Help Students Learn to Use Primary Sources
Reviewed by Nicole C. Miller
When I saw Examining the Evidence: Seven Strategies for Teaching with Primary Sources by Hilary Mac Austin and Kathleen Thompson on the list of choices for review, I immediately jumped on the opportunity. My current work with another teacher educator on a Teaching with Primary Sources grant from the Library of Congress and my background as a former social studies teacher initiated my interest.
Not just for the Social Studies teacher
Examining the Evidence focuses on the use of primary sources for teaching and learning, with a significant emphasis on the use of visual sources which are particularly accessible to elementary aged and middle level children.
In order to help teachers and students examine primary sources successfully, the authors use a “historical thinking” framework as their foundation. While this might appear to make the text limited in use for non-social studies teachers, this book has a place on the shelf of a much larger audience of educators.
The research-related skills explored and explained in this text are skills that are not only threaded throughout the ELA Common Core Standards, but are ones necessary for creating capable and critical citizens. In today’s society, we are bombarded with visual information that influences our thinking on significant topics, from war to the job crisis. In order to be effective citizens, we need to be able to critically examine these visuals to understand what they are demonstrating, including the potential for bias or incomplete information.
The authors also effectively argue that emotion is an important hook to student engagement. We can leverage visceral reactions to visual and authentic voices in the classroom by using the strategies presented not only to augment the development of thinking, visual, and other literacy skills, but to better engage our students.
Examining the evidence
The core foundation of this text relies on the thinking-like-a-historian framework discussed in the research by Sam Wineburg – a framework that is also highly aligned to the CCSS goal of examining and providing evidence. Three key skills important to the process of thinking like a historian focus on key heuristics used by historians: contextualization, sourcing, and corroboration.
Contextualization is the process whereby primary sources are placed into the temporal and conditional context within which they occurred. Sourcing is the examination of the origin of a text or other primary source. Sourcing is done in order to recognize that historical documents are interpretations of events. Corroboration is the process of comparing multiple sources of information in order to determine the reliability or potential bias of a source.
The authors present seven strategies to engage with primary sources that are related to these heuristics, but are easily understood and digestible for students and teachers. Additionally, each strategy is aligned to specific Common Core State Standards. The seven strategies are as follows:
- Strategy 1: Decide what you are looking at.
- Strategy 2: Determine the purpose and audience.
- Strategy 3: Look for bias.
- Strategy 4: Examine closely the source itself.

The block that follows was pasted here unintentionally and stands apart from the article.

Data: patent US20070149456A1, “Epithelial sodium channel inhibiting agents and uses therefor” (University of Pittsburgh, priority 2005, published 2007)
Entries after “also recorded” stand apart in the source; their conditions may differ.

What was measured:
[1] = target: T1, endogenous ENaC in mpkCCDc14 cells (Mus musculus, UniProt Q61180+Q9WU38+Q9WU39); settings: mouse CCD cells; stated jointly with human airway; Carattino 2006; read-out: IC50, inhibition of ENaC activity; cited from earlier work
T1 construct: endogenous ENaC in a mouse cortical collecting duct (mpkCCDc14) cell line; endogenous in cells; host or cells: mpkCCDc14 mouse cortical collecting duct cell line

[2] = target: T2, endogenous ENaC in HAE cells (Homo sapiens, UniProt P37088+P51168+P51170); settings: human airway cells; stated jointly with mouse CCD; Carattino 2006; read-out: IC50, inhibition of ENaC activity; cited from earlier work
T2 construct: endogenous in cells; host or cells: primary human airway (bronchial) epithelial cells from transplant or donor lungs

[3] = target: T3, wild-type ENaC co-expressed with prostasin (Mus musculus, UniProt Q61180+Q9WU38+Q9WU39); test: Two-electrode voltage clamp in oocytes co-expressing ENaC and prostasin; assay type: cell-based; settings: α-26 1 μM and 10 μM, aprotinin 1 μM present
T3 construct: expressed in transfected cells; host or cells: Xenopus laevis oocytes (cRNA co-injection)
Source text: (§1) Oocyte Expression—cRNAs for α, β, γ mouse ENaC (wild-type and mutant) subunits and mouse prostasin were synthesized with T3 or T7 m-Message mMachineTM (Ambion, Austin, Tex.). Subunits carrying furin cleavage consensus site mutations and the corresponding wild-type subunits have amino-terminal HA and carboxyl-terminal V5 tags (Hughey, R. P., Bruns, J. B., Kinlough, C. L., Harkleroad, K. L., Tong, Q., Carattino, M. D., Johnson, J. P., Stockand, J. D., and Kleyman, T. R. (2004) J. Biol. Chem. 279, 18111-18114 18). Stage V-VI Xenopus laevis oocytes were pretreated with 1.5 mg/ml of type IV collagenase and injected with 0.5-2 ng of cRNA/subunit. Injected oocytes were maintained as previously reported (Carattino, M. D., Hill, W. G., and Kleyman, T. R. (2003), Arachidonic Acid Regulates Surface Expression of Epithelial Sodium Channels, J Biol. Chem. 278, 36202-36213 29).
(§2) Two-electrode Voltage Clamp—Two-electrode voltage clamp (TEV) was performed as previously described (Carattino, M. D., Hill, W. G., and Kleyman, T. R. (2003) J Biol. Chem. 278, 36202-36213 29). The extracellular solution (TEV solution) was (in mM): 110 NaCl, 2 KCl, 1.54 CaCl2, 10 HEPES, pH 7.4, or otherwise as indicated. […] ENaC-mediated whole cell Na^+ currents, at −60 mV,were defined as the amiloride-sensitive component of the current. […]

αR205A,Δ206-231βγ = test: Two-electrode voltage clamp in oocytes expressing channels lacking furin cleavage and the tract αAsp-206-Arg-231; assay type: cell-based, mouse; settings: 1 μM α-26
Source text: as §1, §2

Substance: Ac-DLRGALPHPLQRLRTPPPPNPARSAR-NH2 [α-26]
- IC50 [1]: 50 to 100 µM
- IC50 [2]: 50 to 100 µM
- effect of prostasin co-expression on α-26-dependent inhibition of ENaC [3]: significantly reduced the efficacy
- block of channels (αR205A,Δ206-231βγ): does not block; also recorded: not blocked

- Strategy 5: Find more information.
- Strategy 6: Consider your own role in the interaction.
- Strategy 7: Compare a variety of sources.
In addition to the strategies addressed, the text provides some basic understanding of primary versus secondary sources, the role of primary sources in the world around us, and suggestions on applying the strategies, as well as supports for locating primary sources.
Applying the strategies and other text resources
Austin and Thompson provide additional guidance on how to apply the strategies in concert with one another. While the strategies are identified and discussed individually, they often can be used more effectively in conjunction with one another. In the discussion of applying the strategies presented, the authors extend their work to discuss how to use multiple strategies through various primary source examples including artifacts, images, texts, and primary source sets.
The authors also provide guidance on locating primary sources, giving a multitude of online options to examine. One that I particularly appreciate is the Library of Congress website for teachers. It has a search tool that provides for searches based on Common Core and state standards and by grade level. While it is not perfect, it is a great starting point and resource for teachers interested in teaching with primary sources.
With a foreword by Sam Wineburg, this book gained instant credibility. The authors, Austin and Thompson, also share their personal backgrounds which include significant experience using, teaching with, and writing about primary sources.
I can gladly recommend this book for teachers in grades K-8. The text is well-organized and accessible. At the end of each chapter the authors provide “Things to Think About” to help the reader extend and deepen their thinking about the given chapter. In some chapters, the authors also provide a “just for fun” section which adds levity and interest.
Dr. Nicole C. Miller is a faculty member in the Department of Curriculum, Instruction, and Special Education at Mississippi State University. She previously worked as a social studies and educational technology teacher/coordinator at a Los Angeles middle school. Her current research interests include middle level teacher preparation, teaching with primary sources, and technology integration, including the use of technology to support teacher learning.